Read how these guys deliberately got their ship stuck fast in Arctic ice, and then sat in it month after month hoping it would drift to the North Pole. Years of careful planning preceeded this expedition. The "Fram" was the sturdiest ship afloat since Noah's Ark, specially designed to withstand the enormous pressures of compacting ice, which would relentlessly crush ordinary wooden ships. Nansen calculated that the currents of the Polar Sea would eventually carry them to the vicinity of the pole, and supplied the "Fram" with enough provisions to last its crew of 13 for several years. This narrative describes, at length and in detail, the story of that drift. Months go by without much northward progress, and the author's mood swings between hope and depression. Meanwhile, there are encounters with polar bears, foxes, seals, walrus, and rare birds, all of which the adventurers try to kill. Terrible storms come and go, polar day gives way to polar night a couple times. The sled dogs have puppies, bite each other to death, and bark at the bears. Everyone stays safe and warm in the cozy little ship, with plenty of food and laughs. Nansen faithfully keeps up his diary. Nothing much happens. It just goes on and on. Eventually the explorer gets such a bad case of cabin fever that he decides to leave the ship, and, with one man and a team of dogs, strikes out across the ice in the direction of Santa's Workshop. Here Volume I abruptly ends.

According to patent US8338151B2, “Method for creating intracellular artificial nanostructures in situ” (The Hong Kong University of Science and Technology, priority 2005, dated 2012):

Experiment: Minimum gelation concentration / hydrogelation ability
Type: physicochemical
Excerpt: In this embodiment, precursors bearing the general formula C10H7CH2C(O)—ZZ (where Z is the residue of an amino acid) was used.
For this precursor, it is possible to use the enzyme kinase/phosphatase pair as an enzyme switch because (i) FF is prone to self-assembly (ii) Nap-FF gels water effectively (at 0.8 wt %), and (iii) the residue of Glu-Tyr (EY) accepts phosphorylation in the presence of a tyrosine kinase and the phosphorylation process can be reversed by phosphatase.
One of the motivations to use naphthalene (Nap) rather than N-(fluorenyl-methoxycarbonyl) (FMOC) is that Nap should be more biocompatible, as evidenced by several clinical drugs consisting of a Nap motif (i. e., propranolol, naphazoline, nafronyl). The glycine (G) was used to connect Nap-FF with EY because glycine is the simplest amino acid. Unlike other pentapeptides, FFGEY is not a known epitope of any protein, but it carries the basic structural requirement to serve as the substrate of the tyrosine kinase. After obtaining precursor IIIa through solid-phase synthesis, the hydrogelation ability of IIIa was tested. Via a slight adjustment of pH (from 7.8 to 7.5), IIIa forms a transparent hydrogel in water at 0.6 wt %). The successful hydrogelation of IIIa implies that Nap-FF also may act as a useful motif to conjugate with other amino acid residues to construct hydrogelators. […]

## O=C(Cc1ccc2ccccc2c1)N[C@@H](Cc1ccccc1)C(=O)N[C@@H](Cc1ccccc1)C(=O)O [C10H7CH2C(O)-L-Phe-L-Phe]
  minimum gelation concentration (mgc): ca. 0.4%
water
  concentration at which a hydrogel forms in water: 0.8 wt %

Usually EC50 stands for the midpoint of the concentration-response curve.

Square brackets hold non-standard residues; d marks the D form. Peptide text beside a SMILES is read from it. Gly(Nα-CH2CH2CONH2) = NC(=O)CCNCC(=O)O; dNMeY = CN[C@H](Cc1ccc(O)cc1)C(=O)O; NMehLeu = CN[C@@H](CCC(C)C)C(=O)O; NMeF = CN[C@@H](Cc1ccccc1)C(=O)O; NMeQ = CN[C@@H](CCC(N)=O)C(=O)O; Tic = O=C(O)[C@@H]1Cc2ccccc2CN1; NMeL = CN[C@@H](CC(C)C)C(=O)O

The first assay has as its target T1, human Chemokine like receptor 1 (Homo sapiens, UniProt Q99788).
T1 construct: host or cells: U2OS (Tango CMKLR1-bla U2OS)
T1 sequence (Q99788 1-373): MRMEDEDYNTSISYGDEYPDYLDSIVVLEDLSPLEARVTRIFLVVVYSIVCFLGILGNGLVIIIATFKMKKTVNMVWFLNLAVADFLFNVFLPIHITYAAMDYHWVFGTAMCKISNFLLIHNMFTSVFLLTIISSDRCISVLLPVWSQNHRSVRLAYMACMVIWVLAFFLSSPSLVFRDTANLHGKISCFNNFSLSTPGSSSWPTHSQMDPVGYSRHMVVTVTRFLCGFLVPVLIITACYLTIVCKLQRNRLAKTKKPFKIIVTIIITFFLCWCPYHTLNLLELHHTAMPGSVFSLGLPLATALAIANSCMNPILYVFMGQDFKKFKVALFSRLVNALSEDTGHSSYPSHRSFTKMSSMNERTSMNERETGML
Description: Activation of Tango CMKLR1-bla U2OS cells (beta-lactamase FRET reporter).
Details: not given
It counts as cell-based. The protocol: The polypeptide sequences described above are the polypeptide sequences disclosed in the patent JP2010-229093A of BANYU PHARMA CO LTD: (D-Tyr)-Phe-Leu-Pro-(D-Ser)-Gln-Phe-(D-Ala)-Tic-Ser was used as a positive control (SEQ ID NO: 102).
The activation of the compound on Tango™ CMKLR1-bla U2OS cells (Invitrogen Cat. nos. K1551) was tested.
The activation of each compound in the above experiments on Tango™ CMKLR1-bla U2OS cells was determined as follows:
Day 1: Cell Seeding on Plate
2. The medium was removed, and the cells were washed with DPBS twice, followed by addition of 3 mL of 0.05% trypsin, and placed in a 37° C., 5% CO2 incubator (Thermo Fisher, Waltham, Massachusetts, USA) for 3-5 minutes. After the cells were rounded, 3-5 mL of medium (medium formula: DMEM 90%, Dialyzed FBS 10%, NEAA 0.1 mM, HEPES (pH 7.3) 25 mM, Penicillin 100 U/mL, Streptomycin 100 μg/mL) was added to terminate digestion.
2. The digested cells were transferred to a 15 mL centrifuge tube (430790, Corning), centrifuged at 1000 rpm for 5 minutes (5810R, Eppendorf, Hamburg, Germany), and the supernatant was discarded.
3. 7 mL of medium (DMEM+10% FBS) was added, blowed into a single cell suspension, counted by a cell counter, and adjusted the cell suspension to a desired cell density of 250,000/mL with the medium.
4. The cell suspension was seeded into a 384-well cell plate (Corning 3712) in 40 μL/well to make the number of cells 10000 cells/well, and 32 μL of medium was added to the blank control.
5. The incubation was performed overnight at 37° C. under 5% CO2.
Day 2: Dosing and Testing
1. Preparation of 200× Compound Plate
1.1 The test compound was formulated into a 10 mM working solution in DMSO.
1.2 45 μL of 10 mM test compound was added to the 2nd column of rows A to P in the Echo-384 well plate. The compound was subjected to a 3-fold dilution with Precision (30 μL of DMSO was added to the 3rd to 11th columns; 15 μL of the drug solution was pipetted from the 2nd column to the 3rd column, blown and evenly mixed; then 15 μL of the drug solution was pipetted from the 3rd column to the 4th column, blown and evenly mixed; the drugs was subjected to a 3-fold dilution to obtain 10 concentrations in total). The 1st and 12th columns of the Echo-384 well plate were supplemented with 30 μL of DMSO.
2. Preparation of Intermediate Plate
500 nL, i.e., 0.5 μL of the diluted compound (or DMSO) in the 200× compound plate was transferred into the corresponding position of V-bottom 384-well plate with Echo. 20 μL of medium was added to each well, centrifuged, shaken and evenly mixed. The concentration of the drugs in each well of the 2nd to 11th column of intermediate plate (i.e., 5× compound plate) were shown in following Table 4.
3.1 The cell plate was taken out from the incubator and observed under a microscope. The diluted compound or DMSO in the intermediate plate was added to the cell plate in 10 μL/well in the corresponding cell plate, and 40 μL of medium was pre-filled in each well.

Volume II promises to complete the story, and if I find time on my hands I might read it, but don't hold your breath. Since the story is an important part of the history of Arctic exploration, it's required reading for afficionados of that subject. If you want a fast-paced and exciting read, however, you can skip this one.